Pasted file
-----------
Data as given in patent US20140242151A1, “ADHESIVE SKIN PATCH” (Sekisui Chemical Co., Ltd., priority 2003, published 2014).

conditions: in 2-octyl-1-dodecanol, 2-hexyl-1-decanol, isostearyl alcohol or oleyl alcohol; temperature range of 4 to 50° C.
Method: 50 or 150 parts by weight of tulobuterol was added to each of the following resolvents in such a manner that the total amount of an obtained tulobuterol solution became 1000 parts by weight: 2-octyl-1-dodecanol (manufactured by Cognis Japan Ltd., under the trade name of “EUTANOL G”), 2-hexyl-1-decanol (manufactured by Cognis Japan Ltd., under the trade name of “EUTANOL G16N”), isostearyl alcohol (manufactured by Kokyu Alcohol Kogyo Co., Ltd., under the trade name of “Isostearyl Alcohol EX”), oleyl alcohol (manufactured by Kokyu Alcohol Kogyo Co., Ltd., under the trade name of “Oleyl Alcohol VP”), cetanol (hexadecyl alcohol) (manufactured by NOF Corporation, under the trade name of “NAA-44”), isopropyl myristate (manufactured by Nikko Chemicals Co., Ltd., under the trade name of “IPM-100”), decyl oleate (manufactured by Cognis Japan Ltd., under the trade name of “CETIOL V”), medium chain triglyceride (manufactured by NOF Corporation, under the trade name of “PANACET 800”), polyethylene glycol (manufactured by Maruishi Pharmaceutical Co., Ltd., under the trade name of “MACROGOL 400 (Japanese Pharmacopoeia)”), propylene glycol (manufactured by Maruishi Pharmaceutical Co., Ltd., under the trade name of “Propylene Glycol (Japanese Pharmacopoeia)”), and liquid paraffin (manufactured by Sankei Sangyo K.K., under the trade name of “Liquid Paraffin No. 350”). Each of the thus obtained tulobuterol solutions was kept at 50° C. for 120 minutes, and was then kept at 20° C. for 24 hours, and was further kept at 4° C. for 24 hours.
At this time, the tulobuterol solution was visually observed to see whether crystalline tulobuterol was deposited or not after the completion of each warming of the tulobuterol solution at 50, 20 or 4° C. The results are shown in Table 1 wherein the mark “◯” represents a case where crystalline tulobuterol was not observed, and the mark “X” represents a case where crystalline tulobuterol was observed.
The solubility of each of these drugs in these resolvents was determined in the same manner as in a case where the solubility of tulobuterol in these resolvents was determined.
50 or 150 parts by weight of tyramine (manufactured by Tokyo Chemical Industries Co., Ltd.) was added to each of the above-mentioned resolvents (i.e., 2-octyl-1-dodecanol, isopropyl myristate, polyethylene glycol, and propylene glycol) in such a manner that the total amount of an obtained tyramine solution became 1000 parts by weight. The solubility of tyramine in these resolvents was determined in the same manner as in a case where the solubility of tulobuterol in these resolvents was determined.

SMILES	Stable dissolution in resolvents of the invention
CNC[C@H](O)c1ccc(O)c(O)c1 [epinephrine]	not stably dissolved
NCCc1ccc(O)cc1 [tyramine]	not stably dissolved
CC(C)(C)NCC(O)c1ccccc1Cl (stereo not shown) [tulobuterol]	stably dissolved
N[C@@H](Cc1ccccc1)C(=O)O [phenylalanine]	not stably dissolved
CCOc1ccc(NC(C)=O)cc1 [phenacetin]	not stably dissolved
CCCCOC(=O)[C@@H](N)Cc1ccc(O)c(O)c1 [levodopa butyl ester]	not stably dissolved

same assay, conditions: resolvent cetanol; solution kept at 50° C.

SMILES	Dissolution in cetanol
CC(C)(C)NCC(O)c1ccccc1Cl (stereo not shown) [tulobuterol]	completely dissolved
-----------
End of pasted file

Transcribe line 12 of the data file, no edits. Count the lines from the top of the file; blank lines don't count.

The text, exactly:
CCOc1ccc(NC(C)=O)cc1 [phenacetin]	not stably dissolved